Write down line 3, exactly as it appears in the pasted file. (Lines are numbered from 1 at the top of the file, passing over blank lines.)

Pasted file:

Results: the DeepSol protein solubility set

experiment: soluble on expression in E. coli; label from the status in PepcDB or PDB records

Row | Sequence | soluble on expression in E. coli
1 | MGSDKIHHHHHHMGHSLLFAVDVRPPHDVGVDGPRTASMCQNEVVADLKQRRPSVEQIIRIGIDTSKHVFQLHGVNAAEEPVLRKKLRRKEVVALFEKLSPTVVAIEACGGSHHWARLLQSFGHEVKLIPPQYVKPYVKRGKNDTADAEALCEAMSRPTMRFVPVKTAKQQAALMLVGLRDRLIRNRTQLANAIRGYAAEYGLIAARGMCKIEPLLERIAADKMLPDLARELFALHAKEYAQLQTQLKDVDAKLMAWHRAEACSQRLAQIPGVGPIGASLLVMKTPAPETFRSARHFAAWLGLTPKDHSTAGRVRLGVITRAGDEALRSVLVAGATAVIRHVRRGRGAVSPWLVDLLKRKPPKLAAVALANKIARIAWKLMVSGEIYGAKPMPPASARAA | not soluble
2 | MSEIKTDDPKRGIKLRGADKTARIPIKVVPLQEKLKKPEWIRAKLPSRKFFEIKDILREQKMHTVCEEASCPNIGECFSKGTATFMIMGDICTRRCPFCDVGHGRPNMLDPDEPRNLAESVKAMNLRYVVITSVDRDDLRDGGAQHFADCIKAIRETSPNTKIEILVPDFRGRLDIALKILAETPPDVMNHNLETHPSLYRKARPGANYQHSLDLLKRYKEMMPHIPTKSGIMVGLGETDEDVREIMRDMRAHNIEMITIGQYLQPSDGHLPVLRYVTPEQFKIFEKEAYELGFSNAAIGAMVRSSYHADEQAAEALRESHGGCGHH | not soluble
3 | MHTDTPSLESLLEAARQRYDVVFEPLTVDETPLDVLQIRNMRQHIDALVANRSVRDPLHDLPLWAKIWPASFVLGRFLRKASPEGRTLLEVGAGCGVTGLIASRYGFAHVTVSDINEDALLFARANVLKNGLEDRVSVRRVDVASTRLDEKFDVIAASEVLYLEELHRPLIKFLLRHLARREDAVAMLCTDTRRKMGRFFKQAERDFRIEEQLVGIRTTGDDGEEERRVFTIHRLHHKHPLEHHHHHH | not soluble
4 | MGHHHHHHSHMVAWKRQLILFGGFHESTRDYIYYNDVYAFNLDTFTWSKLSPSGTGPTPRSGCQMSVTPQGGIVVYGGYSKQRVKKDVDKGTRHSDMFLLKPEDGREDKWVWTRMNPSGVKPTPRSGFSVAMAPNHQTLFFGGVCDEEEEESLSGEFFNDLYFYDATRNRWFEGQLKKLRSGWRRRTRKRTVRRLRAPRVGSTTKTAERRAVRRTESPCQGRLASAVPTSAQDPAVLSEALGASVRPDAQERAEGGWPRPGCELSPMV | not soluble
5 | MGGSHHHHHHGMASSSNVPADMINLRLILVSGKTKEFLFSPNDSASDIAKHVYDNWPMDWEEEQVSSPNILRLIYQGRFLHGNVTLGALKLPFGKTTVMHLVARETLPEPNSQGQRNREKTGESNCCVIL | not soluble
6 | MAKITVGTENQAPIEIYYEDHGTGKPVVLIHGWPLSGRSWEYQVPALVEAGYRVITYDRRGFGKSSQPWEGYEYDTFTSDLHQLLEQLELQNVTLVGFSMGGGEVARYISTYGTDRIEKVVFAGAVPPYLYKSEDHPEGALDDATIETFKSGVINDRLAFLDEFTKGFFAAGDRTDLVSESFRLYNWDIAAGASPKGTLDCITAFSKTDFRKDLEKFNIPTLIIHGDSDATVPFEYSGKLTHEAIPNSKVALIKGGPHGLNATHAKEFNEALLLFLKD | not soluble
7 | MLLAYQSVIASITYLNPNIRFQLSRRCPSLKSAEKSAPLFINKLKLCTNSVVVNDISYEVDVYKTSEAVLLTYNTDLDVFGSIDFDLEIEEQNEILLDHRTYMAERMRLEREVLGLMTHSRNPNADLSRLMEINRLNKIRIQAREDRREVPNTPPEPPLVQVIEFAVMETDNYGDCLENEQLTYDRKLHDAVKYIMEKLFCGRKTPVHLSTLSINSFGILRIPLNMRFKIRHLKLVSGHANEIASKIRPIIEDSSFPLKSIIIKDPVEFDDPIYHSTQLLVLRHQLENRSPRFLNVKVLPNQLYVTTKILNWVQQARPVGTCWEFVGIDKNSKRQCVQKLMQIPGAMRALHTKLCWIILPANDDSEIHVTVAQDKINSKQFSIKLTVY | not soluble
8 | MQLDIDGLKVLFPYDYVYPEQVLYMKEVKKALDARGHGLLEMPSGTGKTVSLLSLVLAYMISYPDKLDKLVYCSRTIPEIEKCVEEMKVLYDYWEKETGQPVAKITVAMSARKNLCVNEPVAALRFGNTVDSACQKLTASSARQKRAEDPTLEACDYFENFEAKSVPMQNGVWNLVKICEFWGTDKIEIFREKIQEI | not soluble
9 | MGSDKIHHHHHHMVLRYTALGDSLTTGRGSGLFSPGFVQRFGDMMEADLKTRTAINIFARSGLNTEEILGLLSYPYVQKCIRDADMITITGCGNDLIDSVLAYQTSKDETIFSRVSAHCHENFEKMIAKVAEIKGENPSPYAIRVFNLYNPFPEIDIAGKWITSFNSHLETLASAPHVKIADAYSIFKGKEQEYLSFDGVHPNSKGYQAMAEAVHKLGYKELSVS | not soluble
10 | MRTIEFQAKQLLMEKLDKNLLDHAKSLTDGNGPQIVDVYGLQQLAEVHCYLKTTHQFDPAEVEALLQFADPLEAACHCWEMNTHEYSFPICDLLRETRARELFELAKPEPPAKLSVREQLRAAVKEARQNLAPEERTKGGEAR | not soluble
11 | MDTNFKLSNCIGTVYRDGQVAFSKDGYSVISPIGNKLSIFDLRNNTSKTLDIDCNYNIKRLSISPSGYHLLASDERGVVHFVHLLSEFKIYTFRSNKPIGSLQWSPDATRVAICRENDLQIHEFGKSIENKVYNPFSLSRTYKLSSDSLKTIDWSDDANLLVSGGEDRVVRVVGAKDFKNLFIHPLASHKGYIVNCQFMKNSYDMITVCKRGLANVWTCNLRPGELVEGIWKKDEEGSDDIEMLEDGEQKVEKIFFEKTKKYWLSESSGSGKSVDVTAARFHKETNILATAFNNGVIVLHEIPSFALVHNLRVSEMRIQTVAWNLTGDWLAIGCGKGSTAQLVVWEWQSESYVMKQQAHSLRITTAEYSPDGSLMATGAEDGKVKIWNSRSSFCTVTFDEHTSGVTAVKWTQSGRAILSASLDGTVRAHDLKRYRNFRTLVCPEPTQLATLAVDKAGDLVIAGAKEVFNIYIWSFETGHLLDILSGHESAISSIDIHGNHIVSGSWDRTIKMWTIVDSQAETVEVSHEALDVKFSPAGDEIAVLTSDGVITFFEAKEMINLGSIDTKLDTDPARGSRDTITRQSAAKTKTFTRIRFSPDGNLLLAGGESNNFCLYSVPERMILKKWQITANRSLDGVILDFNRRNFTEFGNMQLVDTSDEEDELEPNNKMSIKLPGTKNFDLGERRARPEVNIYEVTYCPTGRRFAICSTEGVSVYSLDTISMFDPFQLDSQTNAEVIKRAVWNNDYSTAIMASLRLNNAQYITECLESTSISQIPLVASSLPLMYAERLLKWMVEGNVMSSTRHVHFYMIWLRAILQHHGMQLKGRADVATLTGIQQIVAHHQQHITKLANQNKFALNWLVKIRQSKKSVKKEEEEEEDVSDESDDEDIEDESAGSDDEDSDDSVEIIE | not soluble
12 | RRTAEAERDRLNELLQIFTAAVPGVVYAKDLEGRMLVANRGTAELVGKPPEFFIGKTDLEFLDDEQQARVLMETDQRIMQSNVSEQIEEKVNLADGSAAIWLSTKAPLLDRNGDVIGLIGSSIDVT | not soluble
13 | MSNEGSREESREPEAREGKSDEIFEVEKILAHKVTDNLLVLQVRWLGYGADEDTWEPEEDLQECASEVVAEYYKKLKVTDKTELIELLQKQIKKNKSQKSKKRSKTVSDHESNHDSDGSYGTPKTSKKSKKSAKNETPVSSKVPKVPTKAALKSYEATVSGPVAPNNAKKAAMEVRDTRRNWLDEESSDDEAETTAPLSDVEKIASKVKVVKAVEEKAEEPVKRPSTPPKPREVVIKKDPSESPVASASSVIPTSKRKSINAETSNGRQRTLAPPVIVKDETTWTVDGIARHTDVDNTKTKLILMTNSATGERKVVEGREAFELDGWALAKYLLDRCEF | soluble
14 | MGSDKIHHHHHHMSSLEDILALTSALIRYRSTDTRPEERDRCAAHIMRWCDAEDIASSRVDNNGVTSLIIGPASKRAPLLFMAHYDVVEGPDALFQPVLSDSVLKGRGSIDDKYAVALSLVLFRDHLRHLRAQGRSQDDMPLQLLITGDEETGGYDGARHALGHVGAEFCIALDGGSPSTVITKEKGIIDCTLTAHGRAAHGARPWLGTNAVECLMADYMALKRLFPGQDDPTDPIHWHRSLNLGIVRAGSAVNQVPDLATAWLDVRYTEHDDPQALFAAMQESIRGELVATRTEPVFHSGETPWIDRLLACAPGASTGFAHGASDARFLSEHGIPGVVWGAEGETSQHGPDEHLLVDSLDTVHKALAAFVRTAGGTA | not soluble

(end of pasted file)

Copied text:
Row | Sequence | soluble on expression in E. coli